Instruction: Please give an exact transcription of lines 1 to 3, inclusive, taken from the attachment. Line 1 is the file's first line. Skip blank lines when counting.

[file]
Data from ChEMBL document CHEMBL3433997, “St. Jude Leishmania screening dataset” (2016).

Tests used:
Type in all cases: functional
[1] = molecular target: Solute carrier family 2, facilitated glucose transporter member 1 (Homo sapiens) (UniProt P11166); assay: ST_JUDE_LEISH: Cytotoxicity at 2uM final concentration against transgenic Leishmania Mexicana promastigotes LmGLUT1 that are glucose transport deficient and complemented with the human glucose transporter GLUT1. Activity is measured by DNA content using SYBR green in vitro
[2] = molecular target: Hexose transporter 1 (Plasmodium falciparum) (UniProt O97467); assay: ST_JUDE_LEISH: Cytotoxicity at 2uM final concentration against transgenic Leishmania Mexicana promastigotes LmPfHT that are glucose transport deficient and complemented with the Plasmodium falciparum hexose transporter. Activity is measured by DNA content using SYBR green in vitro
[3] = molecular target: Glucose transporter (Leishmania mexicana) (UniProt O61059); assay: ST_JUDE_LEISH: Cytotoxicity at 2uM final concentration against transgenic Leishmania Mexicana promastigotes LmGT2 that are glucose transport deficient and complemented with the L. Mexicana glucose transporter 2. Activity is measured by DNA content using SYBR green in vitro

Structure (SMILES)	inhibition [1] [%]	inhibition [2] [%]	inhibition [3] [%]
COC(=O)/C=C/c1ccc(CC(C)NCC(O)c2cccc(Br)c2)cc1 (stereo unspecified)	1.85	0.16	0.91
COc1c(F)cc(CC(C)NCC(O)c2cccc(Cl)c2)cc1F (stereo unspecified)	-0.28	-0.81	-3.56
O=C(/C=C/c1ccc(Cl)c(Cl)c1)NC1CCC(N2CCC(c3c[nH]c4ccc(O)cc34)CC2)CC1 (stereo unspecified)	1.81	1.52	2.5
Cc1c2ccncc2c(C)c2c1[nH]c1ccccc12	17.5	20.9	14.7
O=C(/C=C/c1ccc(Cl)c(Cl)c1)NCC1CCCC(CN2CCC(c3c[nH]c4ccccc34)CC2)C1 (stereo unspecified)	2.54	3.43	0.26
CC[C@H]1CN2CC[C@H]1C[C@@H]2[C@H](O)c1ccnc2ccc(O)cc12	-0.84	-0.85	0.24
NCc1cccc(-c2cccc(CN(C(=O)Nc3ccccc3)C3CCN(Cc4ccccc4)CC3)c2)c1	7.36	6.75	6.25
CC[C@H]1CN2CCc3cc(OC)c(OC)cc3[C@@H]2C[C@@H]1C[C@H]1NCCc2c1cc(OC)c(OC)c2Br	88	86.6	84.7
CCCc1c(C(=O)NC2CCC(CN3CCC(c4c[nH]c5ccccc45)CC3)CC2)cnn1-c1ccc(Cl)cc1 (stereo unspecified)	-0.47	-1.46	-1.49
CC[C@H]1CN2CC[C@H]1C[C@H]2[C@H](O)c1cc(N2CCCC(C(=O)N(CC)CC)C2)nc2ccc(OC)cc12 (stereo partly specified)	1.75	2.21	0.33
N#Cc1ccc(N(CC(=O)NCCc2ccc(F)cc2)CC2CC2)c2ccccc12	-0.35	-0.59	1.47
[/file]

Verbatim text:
Data from ChEMBL document CHEMBL3433997, “St. Jude Leishmania screening dataset” (2016).

Tests used:
Type in all cases: functional